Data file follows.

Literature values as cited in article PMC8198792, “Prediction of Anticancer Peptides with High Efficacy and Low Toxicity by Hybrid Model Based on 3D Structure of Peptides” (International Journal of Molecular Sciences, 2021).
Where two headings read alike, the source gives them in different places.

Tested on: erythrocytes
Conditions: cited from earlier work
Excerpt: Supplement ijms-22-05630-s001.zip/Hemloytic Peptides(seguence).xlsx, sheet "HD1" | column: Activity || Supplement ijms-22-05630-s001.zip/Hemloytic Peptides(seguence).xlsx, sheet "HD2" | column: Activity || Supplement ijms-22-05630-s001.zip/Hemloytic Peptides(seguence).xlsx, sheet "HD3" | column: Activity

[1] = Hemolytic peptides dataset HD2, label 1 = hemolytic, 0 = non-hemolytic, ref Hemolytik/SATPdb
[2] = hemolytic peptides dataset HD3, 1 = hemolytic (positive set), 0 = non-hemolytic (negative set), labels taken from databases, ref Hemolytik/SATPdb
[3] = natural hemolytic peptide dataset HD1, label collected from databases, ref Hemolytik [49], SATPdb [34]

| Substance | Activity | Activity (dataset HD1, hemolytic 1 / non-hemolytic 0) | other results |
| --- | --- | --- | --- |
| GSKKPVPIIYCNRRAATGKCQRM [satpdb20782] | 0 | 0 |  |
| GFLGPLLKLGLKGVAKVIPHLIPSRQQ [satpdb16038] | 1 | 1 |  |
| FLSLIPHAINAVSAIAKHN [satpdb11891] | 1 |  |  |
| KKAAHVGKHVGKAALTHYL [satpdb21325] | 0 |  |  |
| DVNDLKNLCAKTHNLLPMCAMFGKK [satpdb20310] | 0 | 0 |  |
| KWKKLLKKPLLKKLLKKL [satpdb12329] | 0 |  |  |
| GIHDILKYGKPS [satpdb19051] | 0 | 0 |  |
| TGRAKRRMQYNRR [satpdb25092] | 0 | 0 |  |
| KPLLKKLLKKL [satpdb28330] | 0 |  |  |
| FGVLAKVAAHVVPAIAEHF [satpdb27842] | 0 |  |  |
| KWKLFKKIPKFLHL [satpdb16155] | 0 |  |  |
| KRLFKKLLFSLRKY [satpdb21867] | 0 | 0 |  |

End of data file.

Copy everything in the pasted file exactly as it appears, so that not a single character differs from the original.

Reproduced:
Literature values as cited in article PMC8198792, “Prediction of Anticancer Peptides with High Efficacy and Low Toxicity by Hybrid Model Based on 3D Structure of Peptides” (International Journal of Molecular Sciences, 2021).
Where two headings read alike, the source gives them in different places.

Tested on: erythrocytes
Conditions: cited from earlier work
Excerpt: Supplement ijms-22-05630-s001.zip/Hemloytic Peptides(seguence).xlsx, sheet "HD1" | column: Activity || Supplement ijms-22-05630-s001.zip/Hemloytic Peptides(seguence).xlsx, sheet "HD2" | column: Activity || Supplement ijms-22-05630-s001.zip/Hemloytic Peptides(seguence).xlsx, sheet "HD3" | column: Activity

[1] = Hemolytic peptides dataset HD2, label 1 = hemolytic, 0 = non-hemolytic, ref Hemolytik/SATPdb
[2] = hemolytic peptides dataset HD3, 1 = hemolytic (positive set), 0 = non-hemolytic (negative set), labels taken from databases, ref Hemolytik/SATPdb
[3] = natural hemolytic peptide dataset HD1, label collected from databases, ref Hemolytik [49], SATPdb [34]

| Substance | Activity | Activity (dataset HD1, hemolytic 1 / non-hemolytic 0) | other results |
| --- | --- | --- | --- |
| GSKKPVPIIYCNRRAATGKCQRM [satpdb20782] | 0 | 0 |  |
| GFLGPLLKLGLKGVAKVIPHLIPSRQQ [satpdb16038] | 1 | 1 |  |
| FLSLIPHAINAVSAIAKHN [satpdb11891] | 1 |  |  |
| KKAAHVGKHVGKAALTHYL [satpdb21325] | 0 |  |  |
| DVNDLKNLCAKTHNLLPMCAMFGKK [satpdb20310] | 0 | 0 |  |
| KWKKLLKKPLLKKLLKKL [satpdb12329] | 0 |  |  |
| GIHDILKYGKPS [satpdb19051] | 0 | 0 |  |
| TGRAKRRMQYNRR [satpdb25092] | 0 | 0 |  |
| KPLLKKLLKKL [satpdb28330] | 0 |  |  |
| FGVLAKVAAHVVPAIAEHF [satpdb27842] | 0 |  |  |
| KWKLFKKIPKFLHL [satpdb16155] | 0 |  |  |
| KRLFKKLLFSLRKY [satpdb21867] | 0 | 0 |  |